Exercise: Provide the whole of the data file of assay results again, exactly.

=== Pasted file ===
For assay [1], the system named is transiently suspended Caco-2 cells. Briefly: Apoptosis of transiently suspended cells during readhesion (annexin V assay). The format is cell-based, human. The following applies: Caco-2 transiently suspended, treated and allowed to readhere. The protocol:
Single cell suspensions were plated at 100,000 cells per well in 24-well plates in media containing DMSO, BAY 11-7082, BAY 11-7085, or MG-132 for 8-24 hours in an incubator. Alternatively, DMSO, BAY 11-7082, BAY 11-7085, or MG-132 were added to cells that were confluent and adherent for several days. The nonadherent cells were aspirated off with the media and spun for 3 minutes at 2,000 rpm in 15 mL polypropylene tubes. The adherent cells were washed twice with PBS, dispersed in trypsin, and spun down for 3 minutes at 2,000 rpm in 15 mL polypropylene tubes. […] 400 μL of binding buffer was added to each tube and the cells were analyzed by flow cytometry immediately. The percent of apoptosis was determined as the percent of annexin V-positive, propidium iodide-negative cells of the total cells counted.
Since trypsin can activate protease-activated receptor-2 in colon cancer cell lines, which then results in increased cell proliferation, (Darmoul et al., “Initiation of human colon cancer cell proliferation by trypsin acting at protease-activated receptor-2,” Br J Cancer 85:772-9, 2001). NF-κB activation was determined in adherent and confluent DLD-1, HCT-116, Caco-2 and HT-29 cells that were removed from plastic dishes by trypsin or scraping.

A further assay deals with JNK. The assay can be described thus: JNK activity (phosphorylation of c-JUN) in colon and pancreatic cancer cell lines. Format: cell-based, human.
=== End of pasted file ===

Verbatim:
For assay [1], the system named is transiently suspended Caco-2 cells. Briefly: Apoptosis of transiently suspended cells during readhesion (annexin V assay). The format is cell-based, human. The following applies: Caco-2 transiently suspended, treated and allowed to readhere. The protocol:
Single cell suspensions were plated at 100,000 cells per well in 24-well plates in media containing DMSO, BAY 11-7082, BAY 11-7085, or MG-132 for 8-24 hours in an incubator. Alternatively, DMSO, BAY 11-7082, BAY 11-7085, or MG-132 were added to cells that were confluent and adherent for several days. The nonadherent cells were aspirated off with the media and spun for 3 minutes at 2,000 rpm in 15 mL polypropylene tubes. The adherent cells were washed twice with PBS, dispersed in trypsin, and spun down for 3 minutes at 2,000 rpm in 15 mL polypropylene tubes. […] 400 μL of binding buffer was added to each tube and the cells were analyzed by flow cytometry immediately. The percent of apoptosis was determined as the percent of annexin V-positive, propidium iodide-negative cells of the total cells counted.
Since trypsin can activate protease-activated receptor-2 in colon cancer cell lines, which then results in increased cell proliferation, (Darmoul et al., “Initiation of human colon cancer cell proliferation by trypsin acting at protease-activated receptor-2,” Br J Cancer 85:772-9, 2001). NF-κB activation was determined in adherent and confluent DLD-1, HCT-116, Caco-2 and HT-29 cells that were removed from plastic dishes by trypsin or scraping.

A further assay deals with JNK. The assay can be described thus: JNK activity (phosphorylation of c-JUN) in colon and pancreatic cancer cell lines. Format: cell-based, human.